By all accounts, Governor Charlie Baker gave a successful speech about gender equity during a breakfast held by The Boston Club, a group that advocates for advancing women's careers, at the Westin Copley Place hotel on Friday.
But not everyone left the room satisfied.
Baker talked about how there were many women on the board of directors when he ran health insurer Harvard Pilgrim. He mentioned how he has hired women to be his top aides, such as administration and finance secretary Kristen Lepore and transportation secretary Stephanie Pollack. And he urged other male executives to essentially expand their circles of friends, to get more women into boardrooms. The crowd gave him a standing ovation.
Malli Gero, cofounder of the Boston-based 2020 Women on Boards campaign, said she considers Baker to be "one of the guys that gets it." But she said she walked away disappointed when Baker passed up on the chance during the Q&A to show more support for a nonbinding resolution, passed by both the House and the Senate earlier this year, recommending that corporate boards with at least nine members have a minimum of three women on them.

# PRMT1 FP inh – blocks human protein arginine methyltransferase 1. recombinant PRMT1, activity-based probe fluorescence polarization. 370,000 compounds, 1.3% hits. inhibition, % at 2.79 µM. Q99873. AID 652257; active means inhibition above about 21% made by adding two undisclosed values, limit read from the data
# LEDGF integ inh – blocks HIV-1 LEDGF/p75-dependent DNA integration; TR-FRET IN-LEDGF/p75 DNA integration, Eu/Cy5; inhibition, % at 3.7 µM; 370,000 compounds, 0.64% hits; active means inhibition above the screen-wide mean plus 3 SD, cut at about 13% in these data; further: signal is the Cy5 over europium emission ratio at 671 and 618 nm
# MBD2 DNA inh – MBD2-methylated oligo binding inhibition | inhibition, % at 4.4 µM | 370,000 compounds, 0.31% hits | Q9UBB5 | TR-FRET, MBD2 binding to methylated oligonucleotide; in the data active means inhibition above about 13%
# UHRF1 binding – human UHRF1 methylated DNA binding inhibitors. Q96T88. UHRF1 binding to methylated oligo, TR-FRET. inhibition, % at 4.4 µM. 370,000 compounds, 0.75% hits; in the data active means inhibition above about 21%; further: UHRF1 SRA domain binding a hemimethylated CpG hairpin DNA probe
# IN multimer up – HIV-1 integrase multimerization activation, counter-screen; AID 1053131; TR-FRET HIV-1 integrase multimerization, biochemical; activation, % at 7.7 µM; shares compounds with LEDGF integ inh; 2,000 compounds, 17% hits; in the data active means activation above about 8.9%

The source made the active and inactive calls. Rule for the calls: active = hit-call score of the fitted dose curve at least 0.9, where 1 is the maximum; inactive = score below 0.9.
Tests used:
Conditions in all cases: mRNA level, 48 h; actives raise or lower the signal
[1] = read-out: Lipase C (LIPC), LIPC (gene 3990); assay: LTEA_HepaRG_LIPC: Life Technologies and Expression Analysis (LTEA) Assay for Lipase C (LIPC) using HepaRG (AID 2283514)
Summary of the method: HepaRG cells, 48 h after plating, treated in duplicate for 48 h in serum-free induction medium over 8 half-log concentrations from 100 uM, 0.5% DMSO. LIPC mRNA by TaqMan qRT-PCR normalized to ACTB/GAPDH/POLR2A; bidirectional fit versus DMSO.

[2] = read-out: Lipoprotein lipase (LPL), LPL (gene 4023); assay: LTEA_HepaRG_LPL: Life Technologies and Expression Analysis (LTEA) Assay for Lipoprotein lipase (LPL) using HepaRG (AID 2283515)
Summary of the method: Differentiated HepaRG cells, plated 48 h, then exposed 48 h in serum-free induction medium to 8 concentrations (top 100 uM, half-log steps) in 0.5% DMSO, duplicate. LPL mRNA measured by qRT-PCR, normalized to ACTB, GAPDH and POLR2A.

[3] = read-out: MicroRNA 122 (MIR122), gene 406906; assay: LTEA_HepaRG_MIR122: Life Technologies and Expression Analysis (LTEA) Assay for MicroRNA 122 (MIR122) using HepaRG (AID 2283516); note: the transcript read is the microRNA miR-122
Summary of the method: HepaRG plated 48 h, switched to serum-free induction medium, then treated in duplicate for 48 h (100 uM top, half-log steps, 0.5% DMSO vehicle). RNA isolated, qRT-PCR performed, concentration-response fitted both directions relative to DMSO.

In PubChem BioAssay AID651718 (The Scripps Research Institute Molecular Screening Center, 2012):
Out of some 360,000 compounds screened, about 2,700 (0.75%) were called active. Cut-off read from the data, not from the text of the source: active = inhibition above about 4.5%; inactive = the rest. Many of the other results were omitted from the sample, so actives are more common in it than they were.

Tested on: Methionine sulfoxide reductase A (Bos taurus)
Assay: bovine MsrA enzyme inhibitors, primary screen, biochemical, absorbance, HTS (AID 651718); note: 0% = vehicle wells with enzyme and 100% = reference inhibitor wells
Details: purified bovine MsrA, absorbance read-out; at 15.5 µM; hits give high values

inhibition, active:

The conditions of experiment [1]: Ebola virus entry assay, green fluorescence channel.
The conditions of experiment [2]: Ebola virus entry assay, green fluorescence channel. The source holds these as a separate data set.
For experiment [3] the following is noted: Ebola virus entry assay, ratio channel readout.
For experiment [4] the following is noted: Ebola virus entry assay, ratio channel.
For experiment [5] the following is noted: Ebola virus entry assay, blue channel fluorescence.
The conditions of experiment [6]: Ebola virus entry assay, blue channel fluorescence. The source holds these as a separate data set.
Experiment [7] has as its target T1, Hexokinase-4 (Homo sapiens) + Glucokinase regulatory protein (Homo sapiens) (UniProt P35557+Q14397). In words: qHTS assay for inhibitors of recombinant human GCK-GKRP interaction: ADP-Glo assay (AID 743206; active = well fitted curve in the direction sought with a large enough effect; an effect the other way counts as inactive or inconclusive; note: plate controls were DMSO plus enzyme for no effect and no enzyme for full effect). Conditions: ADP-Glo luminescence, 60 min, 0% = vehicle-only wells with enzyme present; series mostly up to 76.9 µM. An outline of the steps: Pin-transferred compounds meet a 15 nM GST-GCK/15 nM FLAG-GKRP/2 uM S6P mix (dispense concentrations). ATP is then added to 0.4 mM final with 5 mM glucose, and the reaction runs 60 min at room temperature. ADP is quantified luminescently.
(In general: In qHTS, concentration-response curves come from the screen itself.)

When asked later if Baker supports the resolution, press secretary Lizzy Guyton said, by e-mail, that Baker "believes companies should strive to increase gender diversity on boards by setting goals and disclosing their makeup," but she stopped short of endorsing any numeric targets.
Gero said setting specific goals on this issue is important.
"I think he could have made a bolder statement," Gero said. "Unless you really talk about very concrete things that the business community should do, we won't see change. ... We're looking for more concrete initiatives coming from the governor."